After Vasilisa’s mother dies, her father goes to Moscow and brings home a new wife. Fiercely devout, city-bred, Vasilisa’s new stepmother forbids her family from honoring the household spirits. The family acquiesces, but Vasilisa is frightened, sensing that more hinges upon their rituals than anyone knows.

And indeed, crops begin to fail, evil creatures of the forest creep nearer, and misfortune stalks the village. All the while, Vasilisa’s stepmother grows ever harsher in her determination to groom her rebellious stepdaughter for either marriage or confinement in a convent.

As danger circles, Vasilisa must defy even the people she loves and call on dangerous gifts she has long concealed—this, in order to protect her family from a threat that seems to have stepped from her nurse’s most frightening tales.


When I first finished this book I really couldn’t make up my mind about it and even now a few days later I’m still not sure. As a lover of fairytales, magic and tales of things that go bump in the night and lurk in the woods it should have been the perfect read for me. However, while I liked it a lot I found it to be missing that special something that would take it from good to great.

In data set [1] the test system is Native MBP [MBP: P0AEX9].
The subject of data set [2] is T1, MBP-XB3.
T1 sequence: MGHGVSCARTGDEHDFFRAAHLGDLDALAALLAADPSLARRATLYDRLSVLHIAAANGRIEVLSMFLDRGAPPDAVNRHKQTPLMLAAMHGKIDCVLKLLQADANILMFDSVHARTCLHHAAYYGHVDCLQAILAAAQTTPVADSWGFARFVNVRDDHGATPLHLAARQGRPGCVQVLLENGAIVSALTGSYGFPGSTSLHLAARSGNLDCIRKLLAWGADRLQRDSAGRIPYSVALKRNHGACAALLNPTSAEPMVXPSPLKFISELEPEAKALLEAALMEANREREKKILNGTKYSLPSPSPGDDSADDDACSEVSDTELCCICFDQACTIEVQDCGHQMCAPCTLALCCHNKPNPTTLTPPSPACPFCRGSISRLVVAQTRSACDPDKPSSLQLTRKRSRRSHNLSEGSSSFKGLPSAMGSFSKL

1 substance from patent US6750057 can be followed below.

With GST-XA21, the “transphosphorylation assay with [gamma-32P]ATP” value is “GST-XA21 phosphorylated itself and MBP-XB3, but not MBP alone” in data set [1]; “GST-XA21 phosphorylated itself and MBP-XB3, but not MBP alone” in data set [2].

It is a beautifully written story. The author does a magnificent job of transporting you to a magical and wild land in medieval Russia. The writing is so evocative you almost feel like you are there, huddling around the fire, travelling across the cold and snowy wilderness or visiting the market and palaces of Moscow.

The characters are also very well created and believable and there is a unique and captivating story in there but for me it was missing the emotion I needed to really connect to it. When I was reading on the way home from work after a long day I found my attention wandering and had to re read certain pages more than once before I took it in.

This lack of emotion and connection to any of the characters was due, I believe, to the constantly switching point of view from one character to another. It moves from father to mother to nanny to Grand Prince to priest and on and on. I found this particularly bad in the first half of the book where I actually started to wonder who the main character was, if there was one and where it was all going. I also struggled a little with the different names used for the same character. I understand that this is accurate for the time and place and that the author had tried to make it easy for the English reader but I still found myself getting confused at times with so many different characters and so many names.